“God and Women in Genesis 1:26-28:
Rereading the Creation Narrative from a Feminist Perspective”
26 Then God said, “Let us make mankind in our image, in our likeness, so that they may rule over the fish in the sea and the birds in the sky, over the livestock and all the wild animals, and over all the creatures that move along the ground.”
27 So God created mankind in his own image,
in the image of God he created them;
male and female he created them.
28 God blessed them and said to them, “Be fruitful and increase in number; fill the earth and subdue it. Rule over the fish in the sea and the birds in the sky and over every living creature that moves on the ground.”
The Hebrew word in Genesis 1:26 and 27 that translates as “mankind” in the English language refers, in the most literal sense, to both genders: male and female—what some Hebrew scholars and theologians have called the “natural genders,” and for others the “natural sexes.” Thus, as many students of Scripture already know, mankind should be best rendered as humanity or human beings in English. I do, however, would like to consider a simple question: what if we were to read these three verses of Genesis 1 (26-28) from a feminist and womanist perspective. Let us consider these additional pertinent questions:
- What difference the feminist lens would make in our understanding of the relationships between men and women in the world?
- Would a feminist rereading of this passage lead to a rejection to the traditional gender hierarchy?
- Would a feminist rereading of this text lead to a complementarian perspective about gender roles and functions?
- How shall this rereading change the way we “define” women and “understand” their roles, functions, and contributions in the world?
- What if we were to replace each reference to “mankind/humankind/human beings” in these texts with the word “women”?
- What if we were to interpret each (textual) allusion or echo to “mankind/human/human beings” in this passage as a reference to women?
*** In the Hebrew text, the word is not “women” (plural) but “woman” (singular). For the sake of rhetorical force and linguistic reconceptualization, I would like to use the plurality (women) instead of the singularity (woman) in my analysis below. Let us try this interpretive exercise below:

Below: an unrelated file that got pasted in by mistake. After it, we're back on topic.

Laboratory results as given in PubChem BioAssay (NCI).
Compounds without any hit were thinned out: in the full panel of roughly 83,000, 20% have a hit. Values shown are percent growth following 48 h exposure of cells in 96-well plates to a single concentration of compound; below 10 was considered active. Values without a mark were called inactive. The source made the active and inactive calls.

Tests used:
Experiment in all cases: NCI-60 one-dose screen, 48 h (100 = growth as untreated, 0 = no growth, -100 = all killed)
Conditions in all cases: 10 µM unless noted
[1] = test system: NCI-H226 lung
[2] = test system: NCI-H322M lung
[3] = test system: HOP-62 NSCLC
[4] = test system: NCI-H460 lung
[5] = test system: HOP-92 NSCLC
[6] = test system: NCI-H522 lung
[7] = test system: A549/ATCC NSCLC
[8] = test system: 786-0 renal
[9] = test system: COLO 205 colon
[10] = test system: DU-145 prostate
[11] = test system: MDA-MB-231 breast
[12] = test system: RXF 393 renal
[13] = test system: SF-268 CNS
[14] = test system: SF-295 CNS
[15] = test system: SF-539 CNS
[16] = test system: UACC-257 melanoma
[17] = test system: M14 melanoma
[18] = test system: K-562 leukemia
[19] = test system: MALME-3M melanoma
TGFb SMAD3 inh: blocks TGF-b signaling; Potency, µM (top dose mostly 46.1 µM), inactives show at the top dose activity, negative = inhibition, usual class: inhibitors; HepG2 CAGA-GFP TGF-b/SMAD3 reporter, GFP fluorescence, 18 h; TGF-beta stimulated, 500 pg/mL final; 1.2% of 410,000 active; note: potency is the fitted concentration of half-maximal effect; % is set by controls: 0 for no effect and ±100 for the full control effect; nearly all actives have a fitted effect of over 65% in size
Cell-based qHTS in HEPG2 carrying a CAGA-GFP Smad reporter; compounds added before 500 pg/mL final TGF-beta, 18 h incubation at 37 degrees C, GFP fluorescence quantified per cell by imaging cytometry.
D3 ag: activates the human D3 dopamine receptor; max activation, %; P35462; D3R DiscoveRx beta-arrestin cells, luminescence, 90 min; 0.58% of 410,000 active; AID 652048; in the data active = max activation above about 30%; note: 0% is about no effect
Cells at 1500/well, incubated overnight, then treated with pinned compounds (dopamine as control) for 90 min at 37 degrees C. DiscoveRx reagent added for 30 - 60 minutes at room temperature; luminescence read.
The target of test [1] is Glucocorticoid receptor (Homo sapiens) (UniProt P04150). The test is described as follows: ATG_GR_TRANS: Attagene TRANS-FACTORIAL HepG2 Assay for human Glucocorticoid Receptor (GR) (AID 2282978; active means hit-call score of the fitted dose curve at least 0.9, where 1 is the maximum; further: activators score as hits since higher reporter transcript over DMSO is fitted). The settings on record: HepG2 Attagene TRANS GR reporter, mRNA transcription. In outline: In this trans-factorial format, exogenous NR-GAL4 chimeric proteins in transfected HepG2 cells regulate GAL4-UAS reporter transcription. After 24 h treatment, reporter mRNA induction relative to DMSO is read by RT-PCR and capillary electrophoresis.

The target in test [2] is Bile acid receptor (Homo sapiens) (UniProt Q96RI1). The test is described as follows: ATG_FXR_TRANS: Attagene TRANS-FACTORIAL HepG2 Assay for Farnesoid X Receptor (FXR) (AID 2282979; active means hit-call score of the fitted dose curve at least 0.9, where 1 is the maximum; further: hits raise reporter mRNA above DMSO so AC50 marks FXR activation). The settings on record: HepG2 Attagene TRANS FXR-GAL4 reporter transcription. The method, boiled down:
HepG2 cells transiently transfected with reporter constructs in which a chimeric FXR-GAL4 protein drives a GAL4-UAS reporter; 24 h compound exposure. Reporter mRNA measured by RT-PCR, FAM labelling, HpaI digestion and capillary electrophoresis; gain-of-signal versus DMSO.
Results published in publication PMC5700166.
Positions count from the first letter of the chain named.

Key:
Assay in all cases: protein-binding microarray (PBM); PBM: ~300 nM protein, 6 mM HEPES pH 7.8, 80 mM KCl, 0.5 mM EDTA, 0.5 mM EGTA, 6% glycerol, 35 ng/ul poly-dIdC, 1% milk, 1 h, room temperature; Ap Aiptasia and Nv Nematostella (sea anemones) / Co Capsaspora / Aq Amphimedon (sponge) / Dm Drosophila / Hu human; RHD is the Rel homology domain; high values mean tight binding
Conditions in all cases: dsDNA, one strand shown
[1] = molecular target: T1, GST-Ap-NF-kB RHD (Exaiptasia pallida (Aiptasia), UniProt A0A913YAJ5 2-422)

• God created women in his image and likeness.
• God gave women power and ability to rule over the fish in the seas (natural sciences).
• God gave women power and ability to rule over the birds in the sky (natural sciences).
• God gave women power and ability to rule over the livestock.
• God gave women power and ability to rule over all the wild animals.
• God gave women power and ability to rule over all the creatures that move along the ground.
• God blessed women, and God spoke to “the woman” directly and clearly.
• God gave women power and ability to increase in number.
• God gave women power and ability to subdue the earth.
• To be created in the image of God is to have freedom, critical thinking, imagination, and intelligence, as well as resistance to struggle against all forces of human oppression and evil.
• Hence, by creating women in his own image, God gave women freedom, critical thinking, imagination, and intelligence. God also equipped women to reject and fight against all forms of human oppression, abuse, and evil.
• By creating women in his own image, God ordained women to be his representative in the world, to be his agents in the cosmos, and to reflect his communicable qualities, virtues, and attributes in the universe.
In conclusion, from creation, God has empowered women by giving them natural abilities, intrinsic freedom, natural authority, and natural intelligence to create order in society; to administer laws and justice in society; to exercise dominion and control over the natural world; to make the world liveable and functional; to lead and rule over all things in the world; and to create harmony and coherence in the cosmos. According to this text, the power of woman encompasses everything in the world because God has created her to be his agent or ambassador in the world. In other words, the art of governance, administration, and leadership are divine gifts and abilities extended to the woman gender. Literally and originally, I am arguing that the passage of Genesis 1:26-28, both directly and indirectly, suggests that God has called women to govern, administer, and to lead, as well as to perform different roles and functions in both public and private places, such as at home, in society, in government offices, in sacred spaces such as ecclesiastical settings (in churches).